Deb Brandon: Living in Radiant Color

Truer colors

By Gerald England

I had trouble putting my finger on it—something wasn’t right. Something had changed. Certainly not the website, but me—I had changed.

I scrutinized my home page—it was too quiet. Though neurological fatigue continued to plague me, it wasn’t as debilitating as in the earlier days of my recovery. In addition, I was less prone to sensory overload, better able to tolerate more color. But it went deeper than that. Something inside me was more awake, more alive, more… what?

When we first constructed the website, I entitled it “Living with Brilliant Colors,” referring to my life post-injury being in brighter colors than in my past life. The colored print was definitely not brilliant—the blue was dusty and the red subdued. The photos were also in muted colors, mostly light blues and grays. They radiated a much needed calm in the roller coaster that was my life back then, during my first couple of years after the bleeds. But I was now less emotionally volatile, more at ease with my self. My brain injury now was not as restrictive, not as frustrating. Also, the ever present fear, of another bleed, of an additional brain injury, no longer lurked around every corner—it only emerged occasionally.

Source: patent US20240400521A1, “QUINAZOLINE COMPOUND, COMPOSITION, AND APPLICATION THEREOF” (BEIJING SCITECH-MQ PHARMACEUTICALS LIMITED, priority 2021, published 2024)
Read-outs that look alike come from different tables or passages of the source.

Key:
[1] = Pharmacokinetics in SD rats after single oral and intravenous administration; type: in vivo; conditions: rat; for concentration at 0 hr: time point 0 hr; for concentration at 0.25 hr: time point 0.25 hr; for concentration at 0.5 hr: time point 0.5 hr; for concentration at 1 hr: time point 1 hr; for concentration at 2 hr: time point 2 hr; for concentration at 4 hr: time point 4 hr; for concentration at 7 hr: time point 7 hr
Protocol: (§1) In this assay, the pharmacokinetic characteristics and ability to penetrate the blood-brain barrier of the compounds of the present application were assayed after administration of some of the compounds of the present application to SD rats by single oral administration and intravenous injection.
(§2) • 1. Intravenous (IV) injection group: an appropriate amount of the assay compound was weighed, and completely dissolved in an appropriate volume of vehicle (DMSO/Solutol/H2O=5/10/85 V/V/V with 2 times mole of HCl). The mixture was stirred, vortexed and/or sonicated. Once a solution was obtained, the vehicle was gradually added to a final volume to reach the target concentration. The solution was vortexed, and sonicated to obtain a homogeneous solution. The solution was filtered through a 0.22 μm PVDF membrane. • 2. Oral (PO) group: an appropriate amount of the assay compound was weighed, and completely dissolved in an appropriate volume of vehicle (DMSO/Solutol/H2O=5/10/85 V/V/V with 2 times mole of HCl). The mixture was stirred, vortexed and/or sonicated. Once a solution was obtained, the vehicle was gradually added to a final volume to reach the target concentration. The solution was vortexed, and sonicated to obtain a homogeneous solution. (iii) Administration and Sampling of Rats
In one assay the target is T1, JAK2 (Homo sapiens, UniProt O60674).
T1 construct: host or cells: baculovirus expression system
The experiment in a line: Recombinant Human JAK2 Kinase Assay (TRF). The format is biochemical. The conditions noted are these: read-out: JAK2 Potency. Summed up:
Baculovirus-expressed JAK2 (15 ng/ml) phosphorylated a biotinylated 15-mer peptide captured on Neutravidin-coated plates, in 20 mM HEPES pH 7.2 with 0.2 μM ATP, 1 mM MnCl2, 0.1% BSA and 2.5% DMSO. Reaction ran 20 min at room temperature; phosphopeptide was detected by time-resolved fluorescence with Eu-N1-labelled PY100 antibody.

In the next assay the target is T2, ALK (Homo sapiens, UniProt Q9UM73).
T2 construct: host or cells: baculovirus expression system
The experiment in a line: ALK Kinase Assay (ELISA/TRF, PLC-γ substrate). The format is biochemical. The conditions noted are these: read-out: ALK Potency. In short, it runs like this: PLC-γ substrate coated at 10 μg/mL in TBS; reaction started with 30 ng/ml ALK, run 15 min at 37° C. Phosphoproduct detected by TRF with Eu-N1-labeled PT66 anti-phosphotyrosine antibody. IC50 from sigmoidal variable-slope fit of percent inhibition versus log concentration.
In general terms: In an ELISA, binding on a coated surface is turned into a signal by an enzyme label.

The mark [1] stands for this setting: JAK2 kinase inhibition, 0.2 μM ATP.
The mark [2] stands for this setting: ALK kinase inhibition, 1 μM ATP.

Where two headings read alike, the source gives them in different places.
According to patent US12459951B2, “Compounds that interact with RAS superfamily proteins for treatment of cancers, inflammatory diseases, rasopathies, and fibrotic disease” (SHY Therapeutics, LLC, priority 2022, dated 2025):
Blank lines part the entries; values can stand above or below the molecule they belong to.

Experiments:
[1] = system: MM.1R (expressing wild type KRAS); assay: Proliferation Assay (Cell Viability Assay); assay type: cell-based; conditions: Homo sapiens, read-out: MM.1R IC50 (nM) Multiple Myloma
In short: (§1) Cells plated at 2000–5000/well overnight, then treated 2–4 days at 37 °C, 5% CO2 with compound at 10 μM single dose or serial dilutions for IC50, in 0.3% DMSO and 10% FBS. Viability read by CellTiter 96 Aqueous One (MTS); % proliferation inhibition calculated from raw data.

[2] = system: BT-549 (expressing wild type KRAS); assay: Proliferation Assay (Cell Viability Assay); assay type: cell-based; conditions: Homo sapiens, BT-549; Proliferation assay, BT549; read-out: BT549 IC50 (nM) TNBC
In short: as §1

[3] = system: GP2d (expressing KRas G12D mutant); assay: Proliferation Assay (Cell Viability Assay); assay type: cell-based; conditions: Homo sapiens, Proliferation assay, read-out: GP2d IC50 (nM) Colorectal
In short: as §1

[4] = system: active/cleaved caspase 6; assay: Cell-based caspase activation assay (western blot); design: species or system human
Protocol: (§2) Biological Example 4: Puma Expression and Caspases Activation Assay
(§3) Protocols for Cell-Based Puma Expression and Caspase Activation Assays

Yes, I still preferred the quiet, but I didn’t need it quite as much, as frequently, as desperately. I was now better able to open myself up to higher volumes of input, sensory and emotional. More and more color had been nudging their way into my consciousness since I began my journey. The light touches of color here and there in the original website weren’t enough. They didn’t fully portray my growth.

Brendan, a friend and graphic artist agreed. He pointed out that now, especially after the publication of my second book, “Threads Around the World: From Arabian Weaving to Batik in Zimbabwe,” my range of colors was clearly broader. It didn’t take much to convince me—the side of me that produced the textile book did now include a wide spectrum and its cover versus that of my memoir of recovery from brain injury, echoed that change.

Though I was ready to add bolder colors to my pallet, I still couldn’t manage the garish—I needed them as they appear in nature. My colors were now radiant, rather than brilliant.

I needed to change the photos and print in my current website. I needed more.